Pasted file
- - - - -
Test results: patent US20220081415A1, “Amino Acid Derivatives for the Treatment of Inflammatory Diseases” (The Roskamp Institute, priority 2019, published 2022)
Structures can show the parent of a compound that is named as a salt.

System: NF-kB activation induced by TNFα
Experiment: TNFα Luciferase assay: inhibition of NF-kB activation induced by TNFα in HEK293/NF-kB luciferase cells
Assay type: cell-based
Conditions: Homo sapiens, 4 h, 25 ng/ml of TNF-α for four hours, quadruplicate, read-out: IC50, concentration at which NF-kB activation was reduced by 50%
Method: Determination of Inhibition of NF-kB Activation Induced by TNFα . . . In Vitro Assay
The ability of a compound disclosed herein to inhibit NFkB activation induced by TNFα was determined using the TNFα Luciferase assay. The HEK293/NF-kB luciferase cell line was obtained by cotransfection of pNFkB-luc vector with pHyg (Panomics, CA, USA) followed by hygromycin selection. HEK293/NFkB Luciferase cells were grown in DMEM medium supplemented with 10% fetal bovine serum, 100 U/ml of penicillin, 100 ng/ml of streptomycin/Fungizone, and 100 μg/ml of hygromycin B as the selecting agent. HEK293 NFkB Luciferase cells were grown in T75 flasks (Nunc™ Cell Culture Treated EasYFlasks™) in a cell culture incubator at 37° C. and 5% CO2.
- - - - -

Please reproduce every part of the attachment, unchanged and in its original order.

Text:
Test results: patent US20220081415A1, “Amino Acid Derivatives for the Treatment of Inflammatory Diseases” (The Roskamp Institute, priority 2019, published 2022)
Structures can show the parent of a compound that is named as a salt.

System: NF-kB activation induced by TNFα
Experiment: TNFα Luciferase assay: inhibition of NF-kB activation induced by TNFα in HEK293/NF-kB luciferase cells
Assay type: cell-based
Conditions: Homo sapiens, 4 h, 25 ng/ml of TNF-α for four hours, quadruplicate, read-out: IC50, concentration at which NF-kB activation was reduced by 50%
Method: Determination of Inhibition of NF-kB Activation Induced by TNFα . . . In Vitro Assay
The ability of a compound disclosed herein to inhibit NFkB activation induced by TNFα was determined using the TNFα Luciferase assay. The HEK293/NF-kB luciferase cell line was obtained by cotransfection of pNFkB-luc vector with pHyg (Panomics, CA, USA) followed by hygromycin selection. HEK293/NFkB Luciferase cells were grown in DMEM medium supplemented with 10% fetal bovine serum, 100 U/ml of penicillin, 100 ng/ml of streptomycin/Fungizone, and 100 μg/ml of hygromycin B as the selecting agent. HEK293 NFkB Luciferase cells were grown in T75 flasks (Nunc™ Cell Culture Treated EasYFlasks™) in a cell culture incubator at 37° C. and 5% CO2.